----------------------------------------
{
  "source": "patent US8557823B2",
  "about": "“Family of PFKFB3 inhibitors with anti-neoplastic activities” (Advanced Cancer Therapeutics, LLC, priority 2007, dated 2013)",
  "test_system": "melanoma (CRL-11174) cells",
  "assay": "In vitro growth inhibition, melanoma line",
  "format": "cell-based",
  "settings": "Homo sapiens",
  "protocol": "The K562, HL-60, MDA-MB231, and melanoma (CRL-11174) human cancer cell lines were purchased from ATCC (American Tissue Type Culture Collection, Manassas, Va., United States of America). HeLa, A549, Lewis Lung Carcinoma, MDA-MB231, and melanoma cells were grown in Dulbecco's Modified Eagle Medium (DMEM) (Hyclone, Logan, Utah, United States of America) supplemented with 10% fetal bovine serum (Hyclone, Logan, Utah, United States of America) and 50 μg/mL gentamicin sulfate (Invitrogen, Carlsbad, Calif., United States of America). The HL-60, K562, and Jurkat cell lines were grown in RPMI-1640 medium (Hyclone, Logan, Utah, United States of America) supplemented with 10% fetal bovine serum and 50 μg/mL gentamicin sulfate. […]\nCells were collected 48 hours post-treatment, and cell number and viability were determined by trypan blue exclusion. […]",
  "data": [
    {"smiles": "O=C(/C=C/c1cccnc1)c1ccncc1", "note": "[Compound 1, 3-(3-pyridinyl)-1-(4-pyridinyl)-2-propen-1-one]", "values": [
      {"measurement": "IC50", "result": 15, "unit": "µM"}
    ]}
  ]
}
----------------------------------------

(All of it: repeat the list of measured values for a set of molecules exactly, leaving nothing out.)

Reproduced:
{
  "source": "patent US8557823B2",
  "about": "“Family of PFKFB3 inhibitors with anti-neoplastic activities” (Advanced Cancer Therapeutics, LLC, priority 2007, dated 2013)",
  "test_system": "melanoma (CRL-11174) cells",
  "assay": "In vitro growth inhibition, melanoma line",
  "format": "cell-based",
  "settings": "Homo sapiens",
  "protocol": "The K562, HL-60, MDA-MB231, and melanoma (CRL-11174) human cancer cell lines were purchased from ATCC (American Tissue Type Culture Collection, Manassas, Va., United States of America). HeLa, A549, Lewis Lung Carcinoma, MDA-MB231, and melanoma cells were grown in Dulbecco's Modified Eagle Medium (DMEM) (Hyclone, Logan, Utah, United States of America) supplemented with 10% fetal bovine serum (Hyclone, Logan, Utah, United States of America) and 50 μg/mL gentamicin sulfate (Invitrogen, Carlsbad, Calif., United States of America). The HL-60, K562, and Jurkat cell lines were grown in RPMI-1640 medium (Hyclone, Logan, Utah, United States of America) supplemented with 10% fetal bovine serum and 50 μg/mL gentamicin sulfate. […]\nCells were collected 48 hours post-treatment, and cell number and viability were determined by trypan blue exclusion. […]",
  "data": [
    {"smiles": "O=C(/C=C/c1cccnc1)c1ccncc1", "note": "[Compound 1, 3-(3-pyridinyl)-1-(4-pyridinyl)-2-propen-1-one]", "values": [
      {"measurement": "IC50", "result": 15, "unit": "µM"}
    ]}
  ]
}